Author Topic: emptyhand vs stick  (Read 2725 times)


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emptyhand vs stick
« on: November 02, 2003, 04:53:11 AM »
I truly love dogbros stickwork,but I and others would like to see more of the dog brothers emptyhand mentality as it relates to the stick. It would be great to see dogbros emptyhand on tape,how much time crafty do you train in the emptyhand aspect of of your system. thanks


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emptyhand vs stick
« Reply #1 on: November 12, 2003, 12:19:01 PM »
Woof G:

  Tail wags for the kind words and sorry for the delay in my reply.

  DBMA has as its mission "to walk as a warrior for all one's days".  In no particular order, the main areas of the fighting portion of the system are:

1) Staff/Dos Manos
2) Double Stick
3) Single Stick (long & short is a subset thereof)
4) Knife
5) Empty hand.

Within Empty hand there are:

a) Ritual young male hierarchical fights such as MMA/NHB/Cagefighting
b) Total fights-- a.k.a. Kali  :wink:

a) Free Striking (i.e. unencumbered by trappling/clinching/grappling)
b) Clinch/Striking
c) Ground/Striking

II is filtered through the matrix of I.

IMHO one of the lessons of the UFC is that it is easy to fool oneself by saying "My art is too deadly for competition."  It may be true, but when it leads to lack of experience with the application of  one's skills in the altered state, then there can be a real problem.

When Top Dog and I, joined by Salty Dog, founded the Dog Brothers an important element of our motivation was to test the propositions of what we had been taught.

Similary with DBMA I look to test the proposition that the empty hand is "just like the weapons".  Although Kali is a war art and young male ritual hierarchical competition is not, I reject the notion that the difference between the two justifies the current absence of Kali from the cage.  The question "Why don't we see Kali in the Cage?"  must be answered I think-- i.e. there needs to be a subset to the system wherein in the context of martial sport the skills can be manifested.  If we can't do this, we must carefully ask ourselves why.

Within the logic of DBMA, doublestick plays an important role for several reasons-- amongst them for the bilateralism of triangular footwork we seek to develop.  With this skill set 'installed' (I like this Sayoc choice of word) the empty hand free striking game can be developed.

As a long-time student of Guro Inosanto, I have a vast repertoire of ideas from which to draw.  In DBMA the principle arts are Kali (I note that we see boxing as a subset of kali and employ the more complete fighting method of Panantukan) KK (of which Muay Thai is a subset) and Silat.

When we founded the Dog Brothers in 1988 I was still young enough to personally test and prove ideas.  Now, at 51, I am not.  What to do?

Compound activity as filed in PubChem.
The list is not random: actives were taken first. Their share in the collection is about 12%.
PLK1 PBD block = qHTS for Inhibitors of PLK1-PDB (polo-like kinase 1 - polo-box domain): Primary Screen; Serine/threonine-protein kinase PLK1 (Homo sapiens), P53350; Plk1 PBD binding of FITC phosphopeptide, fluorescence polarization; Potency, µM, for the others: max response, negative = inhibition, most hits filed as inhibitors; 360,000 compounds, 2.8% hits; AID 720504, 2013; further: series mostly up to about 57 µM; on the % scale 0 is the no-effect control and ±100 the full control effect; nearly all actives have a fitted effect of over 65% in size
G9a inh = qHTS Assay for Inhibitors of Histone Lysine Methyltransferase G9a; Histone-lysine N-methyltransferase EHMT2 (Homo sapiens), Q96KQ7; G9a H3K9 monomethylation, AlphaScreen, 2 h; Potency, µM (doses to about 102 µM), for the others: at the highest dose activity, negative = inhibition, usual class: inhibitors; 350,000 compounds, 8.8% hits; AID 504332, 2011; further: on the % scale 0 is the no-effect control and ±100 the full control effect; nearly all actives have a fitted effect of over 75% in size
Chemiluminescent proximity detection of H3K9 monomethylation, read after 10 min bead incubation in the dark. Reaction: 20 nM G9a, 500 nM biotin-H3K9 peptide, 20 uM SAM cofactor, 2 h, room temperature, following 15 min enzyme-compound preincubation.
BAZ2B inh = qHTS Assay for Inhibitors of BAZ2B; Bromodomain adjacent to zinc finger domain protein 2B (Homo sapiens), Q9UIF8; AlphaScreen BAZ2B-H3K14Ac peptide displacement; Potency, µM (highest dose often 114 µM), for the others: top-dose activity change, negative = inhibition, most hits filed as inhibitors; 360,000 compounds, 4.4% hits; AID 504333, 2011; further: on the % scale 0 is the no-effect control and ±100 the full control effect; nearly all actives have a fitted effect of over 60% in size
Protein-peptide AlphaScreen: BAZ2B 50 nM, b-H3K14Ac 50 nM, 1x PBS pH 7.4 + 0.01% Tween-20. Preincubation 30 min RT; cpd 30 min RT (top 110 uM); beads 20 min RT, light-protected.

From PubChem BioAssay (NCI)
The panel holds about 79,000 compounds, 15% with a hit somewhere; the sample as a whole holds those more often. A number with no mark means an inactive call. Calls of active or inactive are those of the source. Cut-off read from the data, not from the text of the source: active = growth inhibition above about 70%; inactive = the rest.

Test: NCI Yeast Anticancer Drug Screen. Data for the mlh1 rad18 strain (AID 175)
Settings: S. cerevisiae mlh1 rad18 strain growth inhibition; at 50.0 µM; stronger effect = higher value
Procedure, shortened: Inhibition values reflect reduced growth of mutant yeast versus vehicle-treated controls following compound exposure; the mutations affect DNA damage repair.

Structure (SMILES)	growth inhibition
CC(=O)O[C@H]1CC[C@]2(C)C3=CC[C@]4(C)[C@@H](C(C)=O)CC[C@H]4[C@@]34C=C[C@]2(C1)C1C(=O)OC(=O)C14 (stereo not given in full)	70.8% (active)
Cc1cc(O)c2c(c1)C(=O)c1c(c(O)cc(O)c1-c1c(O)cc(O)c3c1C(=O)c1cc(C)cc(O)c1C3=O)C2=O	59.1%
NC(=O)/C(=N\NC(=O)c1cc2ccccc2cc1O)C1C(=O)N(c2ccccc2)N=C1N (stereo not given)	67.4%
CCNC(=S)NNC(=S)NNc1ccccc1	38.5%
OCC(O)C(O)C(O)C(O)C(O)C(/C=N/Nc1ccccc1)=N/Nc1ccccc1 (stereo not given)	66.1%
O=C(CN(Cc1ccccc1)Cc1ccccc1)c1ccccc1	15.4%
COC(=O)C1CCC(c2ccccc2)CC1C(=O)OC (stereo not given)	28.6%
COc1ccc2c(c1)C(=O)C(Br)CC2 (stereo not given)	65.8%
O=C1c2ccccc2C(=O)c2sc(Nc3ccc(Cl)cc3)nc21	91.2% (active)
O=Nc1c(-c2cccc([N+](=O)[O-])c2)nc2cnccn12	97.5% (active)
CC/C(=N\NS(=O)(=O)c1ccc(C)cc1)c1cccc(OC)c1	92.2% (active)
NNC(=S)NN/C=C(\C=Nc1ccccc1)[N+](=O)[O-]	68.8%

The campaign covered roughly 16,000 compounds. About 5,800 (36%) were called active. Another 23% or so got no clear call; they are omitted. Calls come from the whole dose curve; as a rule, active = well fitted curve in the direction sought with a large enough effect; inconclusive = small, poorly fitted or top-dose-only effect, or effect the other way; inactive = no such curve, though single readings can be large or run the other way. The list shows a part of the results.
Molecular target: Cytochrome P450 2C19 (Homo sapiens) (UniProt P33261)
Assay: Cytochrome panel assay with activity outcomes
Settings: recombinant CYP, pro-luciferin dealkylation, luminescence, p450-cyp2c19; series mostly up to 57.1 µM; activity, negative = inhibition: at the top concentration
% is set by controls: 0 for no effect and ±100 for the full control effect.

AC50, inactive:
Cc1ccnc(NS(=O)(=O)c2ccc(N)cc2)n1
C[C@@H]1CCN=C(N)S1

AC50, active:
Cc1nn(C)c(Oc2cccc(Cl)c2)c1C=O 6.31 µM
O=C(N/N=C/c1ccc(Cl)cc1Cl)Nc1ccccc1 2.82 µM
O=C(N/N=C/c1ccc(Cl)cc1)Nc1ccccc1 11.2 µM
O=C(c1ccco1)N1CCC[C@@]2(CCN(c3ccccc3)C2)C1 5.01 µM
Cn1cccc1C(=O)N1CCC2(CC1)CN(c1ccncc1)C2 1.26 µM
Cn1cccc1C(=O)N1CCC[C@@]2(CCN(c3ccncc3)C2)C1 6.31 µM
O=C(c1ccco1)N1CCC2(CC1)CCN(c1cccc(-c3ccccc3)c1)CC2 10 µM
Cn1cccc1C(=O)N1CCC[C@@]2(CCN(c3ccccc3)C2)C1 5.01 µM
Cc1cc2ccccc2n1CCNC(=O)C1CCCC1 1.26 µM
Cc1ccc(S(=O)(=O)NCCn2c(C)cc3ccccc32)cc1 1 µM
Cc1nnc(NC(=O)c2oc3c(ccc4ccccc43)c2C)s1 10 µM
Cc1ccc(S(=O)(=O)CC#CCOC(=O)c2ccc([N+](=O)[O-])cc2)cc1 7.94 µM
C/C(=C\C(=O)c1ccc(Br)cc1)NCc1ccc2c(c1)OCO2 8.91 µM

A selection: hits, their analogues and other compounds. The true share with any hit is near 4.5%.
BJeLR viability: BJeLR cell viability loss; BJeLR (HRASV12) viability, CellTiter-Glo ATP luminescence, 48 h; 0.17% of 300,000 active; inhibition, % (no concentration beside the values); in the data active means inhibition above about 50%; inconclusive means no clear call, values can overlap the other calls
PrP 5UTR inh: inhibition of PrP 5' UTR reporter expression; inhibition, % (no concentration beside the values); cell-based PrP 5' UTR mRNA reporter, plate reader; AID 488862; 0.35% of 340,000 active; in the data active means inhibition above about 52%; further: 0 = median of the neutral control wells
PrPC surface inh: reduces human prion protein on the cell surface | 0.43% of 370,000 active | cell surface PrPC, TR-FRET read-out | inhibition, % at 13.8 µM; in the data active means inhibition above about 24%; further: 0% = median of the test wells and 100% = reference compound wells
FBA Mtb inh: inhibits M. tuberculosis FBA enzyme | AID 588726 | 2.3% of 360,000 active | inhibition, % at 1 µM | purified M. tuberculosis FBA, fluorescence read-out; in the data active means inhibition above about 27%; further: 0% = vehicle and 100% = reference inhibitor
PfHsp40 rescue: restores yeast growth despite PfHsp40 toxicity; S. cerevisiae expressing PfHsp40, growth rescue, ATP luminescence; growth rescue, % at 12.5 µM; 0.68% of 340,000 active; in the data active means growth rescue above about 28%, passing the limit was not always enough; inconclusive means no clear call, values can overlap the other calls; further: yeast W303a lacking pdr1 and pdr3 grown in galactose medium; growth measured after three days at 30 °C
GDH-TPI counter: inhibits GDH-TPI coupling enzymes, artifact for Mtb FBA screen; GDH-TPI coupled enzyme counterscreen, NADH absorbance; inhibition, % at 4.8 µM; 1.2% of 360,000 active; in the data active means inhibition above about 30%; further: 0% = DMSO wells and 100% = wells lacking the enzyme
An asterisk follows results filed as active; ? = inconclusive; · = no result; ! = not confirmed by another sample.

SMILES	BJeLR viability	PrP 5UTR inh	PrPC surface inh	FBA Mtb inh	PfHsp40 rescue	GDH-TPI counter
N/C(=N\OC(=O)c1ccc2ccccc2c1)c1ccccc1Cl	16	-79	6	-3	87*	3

For several months now I have been working out in Rico Chiapparelli's Vale Tudo class at the RAW Gym 2-3 times a week.  This includes sparring.  Most of the members of the class are pro-fighters and often I am but the fat kid who gets picked last.  It is a quiet satisfaction of this "old man having a good time" when I can give some of these young studs a good sweat.  In turn, they do not overwhelm me with youth and superior conditioning.  

It is a blast!!!  I go out there waving my arms like two sticks (especially the first time I go with people I some get really strange looks  :o  ) and have a good time.  Often I go down in flames, but there are moments when certain ideas really come together.

It is in this context that I am testing and researching and developing the ideas that comprise the distinctive elements of the DBMA freestriking curriculum.  I then share them with my students and have been pleased with the results so far.  Lonely Dog manifests the material particularly well as does Jeff Brown and some others.

A similar process in involved with the ground/striking portion of the system, although the systems upon which we draw are a bit different.

Does this begin to answer your question?

Guro Crafty


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Empty Hand
« Reply #2 on: November 27, 2003, 11:06:23 AM »
In May we were fortunate enough to have Crafty Dog come and do a seminar for us in Vancouver. Thank you to Tricky Dog for setting this momentous event up.
I was lucky enough to be have a chance to train with CRafty and asked him what the empty hand equivalent of the technique was that we were doing. He showed me. I didn't get it. He showed me. Then he showed me again. After this he showed me again. Heehee. I got to see first hand the translation and got my lip split to boot.
If you are in a position to train with Crafty ask him to show you the prostate stomp. I couldn't really see it but I could sure tell he did it.
I like showing that to my students. Bwahaaa!!